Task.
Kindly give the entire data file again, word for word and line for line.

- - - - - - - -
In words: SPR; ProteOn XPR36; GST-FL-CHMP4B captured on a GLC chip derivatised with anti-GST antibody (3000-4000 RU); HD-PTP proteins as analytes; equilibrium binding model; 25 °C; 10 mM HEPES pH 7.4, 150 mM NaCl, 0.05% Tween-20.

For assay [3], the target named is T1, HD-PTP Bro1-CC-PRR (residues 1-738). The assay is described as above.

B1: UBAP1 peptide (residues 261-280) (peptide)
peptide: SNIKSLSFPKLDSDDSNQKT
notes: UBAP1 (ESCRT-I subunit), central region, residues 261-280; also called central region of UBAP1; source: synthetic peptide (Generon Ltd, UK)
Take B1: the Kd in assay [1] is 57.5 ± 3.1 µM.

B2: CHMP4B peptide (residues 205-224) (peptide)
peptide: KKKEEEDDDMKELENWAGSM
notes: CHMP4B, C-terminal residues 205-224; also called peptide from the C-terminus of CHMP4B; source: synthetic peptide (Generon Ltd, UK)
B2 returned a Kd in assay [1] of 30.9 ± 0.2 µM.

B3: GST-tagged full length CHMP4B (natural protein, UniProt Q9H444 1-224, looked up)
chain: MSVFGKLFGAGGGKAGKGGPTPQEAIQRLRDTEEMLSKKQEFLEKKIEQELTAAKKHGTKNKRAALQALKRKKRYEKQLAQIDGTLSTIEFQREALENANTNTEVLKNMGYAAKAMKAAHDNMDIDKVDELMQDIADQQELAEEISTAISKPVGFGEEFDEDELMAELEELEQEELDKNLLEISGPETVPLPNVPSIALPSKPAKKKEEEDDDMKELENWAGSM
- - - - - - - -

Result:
In words: SPR; ProteOn XPR36; GST-FL-CHMP4B captured on a GLC chip derivatised with anti-GST antibody (3000-4000 RU); HD-PTP proteins as analytes; equilibrium binding model; 25 °C; 10 mM HEPES pH 7.4, 150 mM NaCl, 0.05% Tween-20.

For assay [3], the target named is T1, HD-PTP Bro1-CC-PRR (residues 1-738). The assay is described as above.

B1: UBAP1 peptide (residues 261-280) (peptide)
peptide: SNIKSLSFPKLDSDDSNQKT
notes: UBAP1 (ESCRT-I subunit), central region, residues 261-280; also called central region of UBAP1; source: synthetic peptide (Generon Ltd, UK)
Take B1: the Kd in assay [1] is 57.5 ± 3.1 µM.

B2: CHMP4B peptide (residues 205-224) (peptide)
peptide: KKKEEEDDDMKELENWAGSM
notes: CHMP4B, C-terminal residues 205-224; also called peptide from the C-terminus of CHMP4B; source: synthetic peptide (Generon Ltd, UK)
B2 returned a Kd in assay [1] of 30.9 ± 0.2 µM.

B3: GST-tagged full length CHMP4B (natural protein, UniProt Q9H444 1-224, looked up)
chain: MSVFGKLFGAGGGKAGKGGPTPQEAIQRLRDTEEMLSKKQEFLEKKIEQELTAAKKHGTKNKRAALQALKRKKRYEKQLAQIDGTLSTIEFQREALENANTNTEVLKNMGYAAKAMKAAHDNMDIDKVDELMQDIADQQELAEEISTAISKPVGFGEEFDEDELMAELEELEQEELDKNLLEISGPETVPLPNVPSIALPSKPAKKKEEEDDDMKELENWAGSM